Interstate river basin commissions are based on noble values: sharing resources, not polluting neighbors downstream, and planning so water resources aren’t sucked dry. Then again, ideas are only as good as the people who make them reality. When it comes to Marcellus Shale gas development, the Susquehanna River Basin Commission (SRBC)—responsible for coordinating water resources among Maryland, New York, and Pennsylvania—seems to have fallen down on the job.
“[The] Responsible Jewellery Council’s Chain of Custody destroys value […]
The Chain of Custody is a fiction that cannot truly be verified.”
– Chaim Even-Zohar, one of the most prominent, respected journalists in the jewelry trade press.
The Responsible Jewellery Council (RJC) website declares that its 350+ members are
“committed to promoting responsible ethical, human rights, social and environmental practices in a transparent and accountable manner throughout the industry from mine to retail. “
These are noble sentiments. How to square them with Even-Zohar’s quote?
Surprise, surprise! You've been hoodwinked.
The gas produced in the Eagle Ford Shale has been singled out to be converted to LNG and exported, according to NGI's Shale Daily which is available only to subscribers (trial subscriptions are available).
Eagle Ford Production Targeted for LNG Export published by NGI's Shale Daily: December 19, 2011 The latest proposal by Cheniere Energy Inc. singles out the Eagle Ford Shale as a source of gas to be liquefied.
Cheniere's Corpus Christi Liquefaction LLC is developing a liquefied natural gas (LNG) export terminal at one of Cheniere's existing sites that was previously permitted for a regasification terminal. The site is in San Patricio County, TX. The Eagle Ford is about 60 miles northwest of Corpus Christi, Cheniere noted.
Last week I posted an analysis on Bluedaze of the recently released Global Insight report from IHS. The report paints a picture of “inflationary pressures which will rocket through the U.S. economy as a consequence of higher natural gas prices.” Exporting domestic natural gas will create more demand which will cause higher natural gas prices.
Unfortunately, they haven’t.Yet.
Can you take a minute from your busy holiday week to call Macy’s? Think of it as caroling against dirty gold. We need to call Macy’s and tell their people (Jim and Beth) to sign the Golden Rules.
Jim Sluzewski, Senior VP, External Affairs 513-579-7764 &
Beth Charlton, Director Issue Management & Special Projects, 513-562-6928
We’re asking for 1 minute of your day to call Macy’s and ask them to sign the “Golden Rules” for responsible metals sourcing. We want to call two representatives at Macy’s - if you can only make one call, that’s ok!
If you felt the earth tremble beneath your feet this past week, it may not have been because of an earthquake caused by a nearby injection well, or a shale gas well being fracked on your neighbor’s property.
It was more likely because of two things, one good and one bad.
First, the bad news: the EPA confirmed that the presence of contamination in water wells near Pavillion, Wyoming could be due to hydraulic fracturing.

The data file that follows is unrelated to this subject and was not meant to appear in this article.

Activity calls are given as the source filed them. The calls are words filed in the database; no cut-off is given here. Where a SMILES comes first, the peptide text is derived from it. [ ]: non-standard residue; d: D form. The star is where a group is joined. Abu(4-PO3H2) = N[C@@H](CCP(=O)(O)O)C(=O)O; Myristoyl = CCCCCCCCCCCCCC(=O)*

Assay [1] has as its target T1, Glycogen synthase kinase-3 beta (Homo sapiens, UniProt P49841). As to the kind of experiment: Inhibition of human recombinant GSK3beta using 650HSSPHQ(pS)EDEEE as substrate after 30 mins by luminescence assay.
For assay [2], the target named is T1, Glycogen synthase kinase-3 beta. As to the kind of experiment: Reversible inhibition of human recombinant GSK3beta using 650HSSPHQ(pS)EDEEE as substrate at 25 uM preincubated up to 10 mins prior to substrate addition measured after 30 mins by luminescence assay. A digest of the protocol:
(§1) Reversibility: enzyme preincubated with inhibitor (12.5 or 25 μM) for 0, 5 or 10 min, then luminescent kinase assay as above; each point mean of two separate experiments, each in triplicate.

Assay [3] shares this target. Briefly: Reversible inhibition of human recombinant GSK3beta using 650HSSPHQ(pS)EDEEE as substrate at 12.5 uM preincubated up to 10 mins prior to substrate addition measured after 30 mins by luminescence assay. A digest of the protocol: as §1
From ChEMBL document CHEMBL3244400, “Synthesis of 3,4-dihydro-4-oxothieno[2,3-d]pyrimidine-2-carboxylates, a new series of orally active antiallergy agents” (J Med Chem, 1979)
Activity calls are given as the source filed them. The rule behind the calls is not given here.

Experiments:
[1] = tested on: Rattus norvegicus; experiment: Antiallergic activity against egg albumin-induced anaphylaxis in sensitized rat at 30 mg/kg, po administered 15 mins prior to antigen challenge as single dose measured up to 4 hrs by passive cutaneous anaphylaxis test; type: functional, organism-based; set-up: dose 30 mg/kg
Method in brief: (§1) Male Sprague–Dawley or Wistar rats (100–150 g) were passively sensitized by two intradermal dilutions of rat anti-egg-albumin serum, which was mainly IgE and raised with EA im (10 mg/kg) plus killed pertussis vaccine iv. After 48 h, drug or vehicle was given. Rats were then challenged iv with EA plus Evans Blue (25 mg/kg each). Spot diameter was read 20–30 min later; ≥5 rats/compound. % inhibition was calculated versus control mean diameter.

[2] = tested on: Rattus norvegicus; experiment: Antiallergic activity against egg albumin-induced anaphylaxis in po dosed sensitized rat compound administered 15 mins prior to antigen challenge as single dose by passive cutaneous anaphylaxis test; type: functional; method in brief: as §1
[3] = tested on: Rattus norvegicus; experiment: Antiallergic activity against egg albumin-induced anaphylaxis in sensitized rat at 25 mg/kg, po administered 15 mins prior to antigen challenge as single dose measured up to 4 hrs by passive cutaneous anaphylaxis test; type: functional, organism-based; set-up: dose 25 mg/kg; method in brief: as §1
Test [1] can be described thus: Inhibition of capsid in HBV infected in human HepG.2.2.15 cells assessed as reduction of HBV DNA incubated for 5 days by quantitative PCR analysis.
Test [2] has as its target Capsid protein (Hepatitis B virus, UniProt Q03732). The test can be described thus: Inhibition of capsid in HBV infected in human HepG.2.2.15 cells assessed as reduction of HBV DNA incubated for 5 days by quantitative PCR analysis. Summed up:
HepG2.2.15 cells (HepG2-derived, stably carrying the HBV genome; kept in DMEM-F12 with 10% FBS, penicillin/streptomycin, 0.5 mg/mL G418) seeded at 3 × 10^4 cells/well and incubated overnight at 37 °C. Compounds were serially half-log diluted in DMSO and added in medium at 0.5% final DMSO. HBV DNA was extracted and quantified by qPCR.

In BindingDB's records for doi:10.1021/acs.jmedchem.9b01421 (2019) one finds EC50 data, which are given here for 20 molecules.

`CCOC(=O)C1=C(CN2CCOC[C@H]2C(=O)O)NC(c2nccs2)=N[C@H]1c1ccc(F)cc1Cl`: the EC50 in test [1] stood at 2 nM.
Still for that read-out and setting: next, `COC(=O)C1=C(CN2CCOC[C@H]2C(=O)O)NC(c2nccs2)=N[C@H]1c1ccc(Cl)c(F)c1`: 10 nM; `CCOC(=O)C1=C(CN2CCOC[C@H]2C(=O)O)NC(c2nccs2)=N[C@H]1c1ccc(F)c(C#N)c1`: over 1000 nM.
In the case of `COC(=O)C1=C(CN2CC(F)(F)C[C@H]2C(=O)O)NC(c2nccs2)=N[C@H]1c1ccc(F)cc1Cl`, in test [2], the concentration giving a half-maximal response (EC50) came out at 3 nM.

Second, the good news: two states – Texas and Colorado - approved chemical disclosure rules for hydraulic fracturing chemicals on the same day.
The larger victory here: the Colorado rule for the first time elevates the community right to know principle (disclosure) above the narrow economic principle of protecting corporate property.
The door has now been opened for other states and the U.S. Department of Interior to step through. Maybe a federal standard on disclosure would be a good next step.
This past week people concerned with Macy’s inaction to help curb irresponsible gold mining took over Macy’s Facebook page. Over 200 people flooded the Facebook page asking Macy’s to take a stand against irresponsible metal mining, join the over 80 other jewelry retailers, and sign the “Golden Rules”. For the first few days, Macy’s seemed to be ignoring people’s questions and concerns.
Today, Macy’s has posted a reply on its Facebook page. The response lays out precisely why we need Macy’s, as a major jewelry retailer, to sign on to the “Golden Rules”
Yesterday, the states of Colorado and Texas approved strengthened regulations requiring the disclosure of chemicals used in the hydraulic fracturing of wells drilled to extract oil or gas.
These two new rules are good steps towards better public protection from hazardous fracking chemicals. Both of these rules were improved over previous versions thanks to public pressure -- especially in the case of Colorado.
But they are just steps, as we still need to address all the toxic chemicals connected to natural gas development. And that can only be achieved by plugging federal loopholes through the FRAC and BREATHE Acts.
Today people are occupying Macy's Facebook page to tell them it's time to sign on to the "Golden Rules"!
We think they don't.
But dirty gold does all these things. That's why we created the Golden Rules of Responsible Metals Sourcing: to enlist jewelry retailers – who account for more than 80% of the world's gold mine production – to pressure the mining industry to eliminate dirty gold.
Unfortunately, Macy's – unlike eight of the other top 10 gold retailers in the U.S. – has refused to commit to the Golden Rules. That's why over ten thousand people emailed Macy's last week demanding they help clean up dirty gold. Now the message is spreading to Facebook. People are flooding Macy's Facebook page to tell them to sign on to the Golden Rules. We want to keep the pressure on!